The cylinder head would need to be removed to diagnose the leak, but we also still had the oil consumption problem; hopefully they were related. The customer gave us the go-ahead and we removed the cylinder head. "Now where did I put those old Whitworth wrenches?" We got the head off and were surprised to find it was from a 1250cc motor not the 1500cc that this vehicle was supposed to have. It had banana shaped coolant passages and was supposed to have round ones. The banana shaped passages were also corroded right up to the fire ring of the head gasket. This is where the coolant problem was coming from. Also the cylinder head gasket appeared to have been installed dry. (We usually apply two light coats of spray Permatex High Tack to help with sealing.)
The block was the correct 1500cc and was bored .060" oversize. The pistons still looked new but the cylinder wall finish was shiny and chattered looking. After considerable searching we and the owner of the vehicle located the correct cylinder head and had it rebuilt. We reinstalled the cylinder head on the motor and tried running it. The motor ran great at first but then began to misfire on cylinder 2 again. David "Gus" Taylor pulled the spark plug out and it was covered with oil. We weren’t surprised but were hoping that the valve guides were the cause of the oil consumption. We didn’t disassemble the old cylinder head, as we knew the new one would be in rebuilt condition. We had checked the piston rings by adding some mineral spirits to each cylinder and it held for a decent amount of time without flowing right past the piston rings. Any one of the rings can seal the fluid from flowing down the cylinder walls but it takes all three rings to keep the compression in the chamber and excess oil off of the cylinder walls.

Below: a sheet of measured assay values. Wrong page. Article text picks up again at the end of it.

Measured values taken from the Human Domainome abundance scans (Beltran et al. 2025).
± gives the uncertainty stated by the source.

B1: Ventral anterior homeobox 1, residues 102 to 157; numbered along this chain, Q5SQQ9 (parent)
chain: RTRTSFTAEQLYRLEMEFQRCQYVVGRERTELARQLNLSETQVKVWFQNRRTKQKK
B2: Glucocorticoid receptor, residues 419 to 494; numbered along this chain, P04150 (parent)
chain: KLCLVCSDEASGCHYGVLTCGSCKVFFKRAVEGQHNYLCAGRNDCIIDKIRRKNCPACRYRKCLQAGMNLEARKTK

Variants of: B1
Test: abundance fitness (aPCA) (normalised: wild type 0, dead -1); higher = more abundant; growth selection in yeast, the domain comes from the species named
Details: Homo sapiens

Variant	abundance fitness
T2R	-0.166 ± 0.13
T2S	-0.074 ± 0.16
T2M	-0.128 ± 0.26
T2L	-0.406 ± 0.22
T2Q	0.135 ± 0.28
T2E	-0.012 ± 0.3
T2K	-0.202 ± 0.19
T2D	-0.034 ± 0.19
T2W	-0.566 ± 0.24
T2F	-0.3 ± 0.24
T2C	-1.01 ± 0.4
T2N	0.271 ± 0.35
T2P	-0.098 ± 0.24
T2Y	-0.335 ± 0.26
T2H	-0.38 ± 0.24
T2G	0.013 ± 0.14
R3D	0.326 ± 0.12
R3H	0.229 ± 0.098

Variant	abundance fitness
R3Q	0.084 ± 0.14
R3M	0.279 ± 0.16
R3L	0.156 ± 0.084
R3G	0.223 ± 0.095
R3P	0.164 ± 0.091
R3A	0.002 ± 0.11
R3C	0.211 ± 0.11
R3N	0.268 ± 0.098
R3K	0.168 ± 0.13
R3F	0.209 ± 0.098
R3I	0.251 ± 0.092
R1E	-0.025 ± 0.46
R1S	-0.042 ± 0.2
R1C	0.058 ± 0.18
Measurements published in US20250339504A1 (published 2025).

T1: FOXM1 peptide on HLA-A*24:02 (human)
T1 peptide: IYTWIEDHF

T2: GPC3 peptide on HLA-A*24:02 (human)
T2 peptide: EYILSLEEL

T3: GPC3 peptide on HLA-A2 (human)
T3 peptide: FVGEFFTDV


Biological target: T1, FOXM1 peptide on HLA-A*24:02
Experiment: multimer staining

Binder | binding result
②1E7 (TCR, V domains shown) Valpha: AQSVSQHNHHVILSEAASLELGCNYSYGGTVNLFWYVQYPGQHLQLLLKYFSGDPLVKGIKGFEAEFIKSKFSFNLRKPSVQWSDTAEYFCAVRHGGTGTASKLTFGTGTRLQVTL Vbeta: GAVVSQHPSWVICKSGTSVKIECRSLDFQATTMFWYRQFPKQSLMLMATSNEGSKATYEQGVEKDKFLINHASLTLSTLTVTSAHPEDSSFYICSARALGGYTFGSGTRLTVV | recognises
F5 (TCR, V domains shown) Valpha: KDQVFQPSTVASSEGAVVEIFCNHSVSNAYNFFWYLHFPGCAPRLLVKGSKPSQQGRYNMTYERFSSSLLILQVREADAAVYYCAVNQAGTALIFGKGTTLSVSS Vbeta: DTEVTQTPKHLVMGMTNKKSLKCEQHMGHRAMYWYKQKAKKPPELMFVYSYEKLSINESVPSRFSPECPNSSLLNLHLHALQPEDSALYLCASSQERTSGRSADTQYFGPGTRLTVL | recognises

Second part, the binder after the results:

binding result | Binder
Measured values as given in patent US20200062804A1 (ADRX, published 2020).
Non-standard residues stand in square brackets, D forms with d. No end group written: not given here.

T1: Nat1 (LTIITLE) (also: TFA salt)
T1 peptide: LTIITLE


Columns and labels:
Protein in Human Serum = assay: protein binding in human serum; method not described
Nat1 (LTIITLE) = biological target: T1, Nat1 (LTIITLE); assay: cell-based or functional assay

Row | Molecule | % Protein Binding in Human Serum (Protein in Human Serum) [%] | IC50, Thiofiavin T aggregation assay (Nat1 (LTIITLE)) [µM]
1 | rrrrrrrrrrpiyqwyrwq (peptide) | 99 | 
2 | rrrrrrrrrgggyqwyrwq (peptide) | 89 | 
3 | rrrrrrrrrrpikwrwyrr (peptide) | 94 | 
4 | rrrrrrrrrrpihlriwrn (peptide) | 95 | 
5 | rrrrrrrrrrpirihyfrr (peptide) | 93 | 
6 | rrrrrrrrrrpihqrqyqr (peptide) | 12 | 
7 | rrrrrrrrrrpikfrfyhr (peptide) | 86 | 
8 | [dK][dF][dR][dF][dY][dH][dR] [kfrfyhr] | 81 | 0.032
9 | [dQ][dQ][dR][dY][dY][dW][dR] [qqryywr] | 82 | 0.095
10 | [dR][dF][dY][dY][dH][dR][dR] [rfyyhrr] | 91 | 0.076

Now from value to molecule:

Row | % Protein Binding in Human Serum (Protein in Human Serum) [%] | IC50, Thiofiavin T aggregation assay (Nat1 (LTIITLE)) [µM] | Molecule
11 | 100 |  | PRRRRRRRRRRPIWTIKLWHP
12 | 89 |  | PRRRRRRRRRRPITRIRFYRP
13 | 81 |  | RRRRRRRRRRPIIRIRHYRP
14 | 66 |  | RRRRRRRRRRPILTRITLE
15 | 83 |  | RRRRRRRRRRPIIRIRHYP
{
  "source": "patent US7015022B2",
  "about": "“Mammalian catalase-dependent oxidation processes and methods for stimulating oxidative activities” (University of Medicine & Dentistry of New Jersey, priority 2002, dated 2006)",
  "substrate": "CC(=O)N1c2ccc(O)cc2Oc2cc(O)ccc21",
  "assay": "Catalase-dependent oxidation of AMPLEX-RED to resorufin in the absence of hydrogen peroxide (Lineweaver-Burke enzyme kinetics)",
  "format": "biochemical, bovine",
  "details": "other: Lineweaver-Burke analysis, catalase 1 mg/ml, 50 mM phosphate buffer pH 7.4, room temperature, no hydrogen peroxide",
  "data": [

We were going to have to remove the engine and disassemble it to examine the piston rings and piston to cylinder wall clearance. We explained this to the customer and had already warned him that the engine could also have a bottom end oiling problem. We got the go-ahead to pull the motor and inspect it. Here are some of the pictures of the car and the engine up to this point. We should know in the next day or two why the engine was burning oil.
At Autobahn Performance we take every precaution not to mark or scratch a vehicle. It should leave cleaner and in better condition than when it arrived.
Notice the oil on the tops of the pistons and tape, along with lots of care on the fender lip to protect the paint from chips

Flood Vehicle Repair

We’re in the process of attempting to repair a 2003 Mercedes E350 (211 chassis) flood vehicle. The vehicle is clean and doesn’t smell inside. The new owner bought the car at a super low price, but was unaware of what he was getting into. We see this a lot and if you’re not familiar with the electronics or the complexity of newer vehicles you need to get an expert opinion before purchasing a vehicle with any type of damage (water damage, accident damage, fire damage, etc . . .)

This vehicle ran and drove and appeared clean to the purchaser. We’ll repair some initial wiring and controller area network communication problems and then see what electrical components and gremlins need to be worked out after that. Here are some pictures of the main battery cable: it’s almost one inch thick and is completely corroded internally (turned the copper strands into copper oxide — a highly resistive white powder). I’ve also posted pictures of ground connections that need to be repaired and some C.A.N. connectors or bus bars that need to be replaced and the harness connectors cleaned or changed.


We have a Flood vehicle info page on our website.